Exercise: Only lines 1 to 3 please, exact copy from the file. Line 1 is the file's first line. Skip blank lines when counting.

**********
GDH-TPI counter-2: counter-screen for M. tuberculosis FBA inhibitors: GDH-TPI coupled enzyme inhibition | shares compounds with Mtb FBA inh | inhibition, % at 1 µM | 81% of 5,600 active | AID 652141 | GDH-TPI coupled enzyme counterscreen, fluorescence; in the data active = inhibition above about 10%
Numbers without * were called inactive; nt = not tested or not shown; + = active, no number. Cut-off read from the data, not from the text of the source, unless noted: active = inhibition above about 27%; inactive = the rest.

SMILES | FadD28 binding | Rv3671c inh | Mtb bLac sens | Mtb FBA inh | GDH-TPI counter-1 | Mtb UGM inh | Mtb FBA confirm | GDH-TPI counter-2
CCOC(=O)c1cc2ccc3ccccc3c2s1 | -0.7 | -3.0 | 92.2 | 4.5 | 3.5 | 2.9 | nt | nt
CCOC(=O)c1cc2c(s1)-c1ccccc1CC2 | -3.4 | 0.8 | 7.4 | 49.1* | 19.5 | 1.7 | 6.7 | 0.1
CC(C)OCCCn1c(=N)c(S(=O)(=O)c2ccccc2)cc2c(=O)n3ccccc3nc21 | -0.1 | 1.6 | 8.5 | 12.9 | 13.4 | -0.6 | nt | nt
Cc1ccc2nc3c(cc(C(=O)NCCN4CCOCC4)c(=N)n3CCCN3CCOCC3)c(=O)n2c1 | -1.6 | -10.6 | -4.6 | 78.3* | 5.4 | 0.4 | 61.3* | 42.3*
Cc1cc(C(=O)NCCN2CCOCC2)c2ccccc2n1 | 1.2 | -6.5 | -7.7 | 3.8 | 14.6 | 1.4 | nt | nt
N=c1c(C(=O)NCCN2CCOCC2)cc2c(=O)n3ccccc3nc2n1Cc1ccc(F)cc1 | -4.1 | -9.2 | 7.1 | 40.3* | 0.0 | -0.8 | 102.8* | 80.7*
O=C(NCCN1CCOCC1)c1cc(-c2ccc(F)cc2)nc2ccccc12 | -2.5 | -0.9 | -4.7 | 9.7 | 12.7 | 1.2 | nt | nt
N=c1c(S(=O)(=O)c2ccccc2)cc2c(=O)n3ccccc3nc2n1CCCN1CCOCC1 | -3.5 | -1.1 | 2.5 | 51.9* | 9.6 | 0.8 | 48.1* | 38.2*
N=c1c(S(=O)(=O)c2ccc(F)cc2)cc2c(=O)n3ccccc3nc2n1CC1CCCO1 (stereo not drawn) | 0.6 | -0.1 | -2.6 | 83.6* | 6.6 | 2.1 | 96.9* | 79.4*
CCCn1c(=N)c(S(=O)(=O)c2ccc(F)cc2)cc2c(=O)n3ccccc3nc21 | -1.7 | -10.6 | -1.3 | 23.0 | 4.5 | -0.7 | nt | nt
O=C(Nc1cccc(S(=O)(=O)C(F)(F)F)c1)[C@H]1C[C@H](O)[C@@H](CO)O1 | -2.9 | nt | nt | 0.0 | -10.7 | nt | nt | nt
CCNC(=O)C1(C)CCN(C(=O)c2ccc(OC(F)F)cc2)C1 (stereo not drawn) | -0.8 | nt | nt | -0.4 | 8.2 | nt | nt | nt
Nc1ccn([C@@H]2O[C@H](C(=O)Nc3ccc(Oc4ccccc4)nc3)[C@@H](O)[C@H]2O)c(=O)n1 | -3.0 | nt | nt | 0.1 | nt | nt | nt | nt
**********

GDH-TPI counter-2: counter-screen for M. tuberculosis FBA inhibitors: GDH-TPI coupled enzyme inhibition | shares compounds with Mtb FBA inh | inhibition, % at 1 µM | 81% of 5,600 active | AID 652141 | GDH-TPI coupled enzyme counterscreen, fluorescence; in the data active = inhibition above about 10%
Numbers without * were called inactive; nt = not tested or not shown; + = active, no number. Cut-off read from the data, not from the text of the source, unless noted: active = inhibition above about 27%; inactive = the rest.

SMILES | FadD28 binding | Rv3671c inh | Mtb bLac sens | Mtb FBA inh | GDH-TPI counter-1 | Mtb UGM inh | Mtb FBA confirm | GDH-TPI counter-2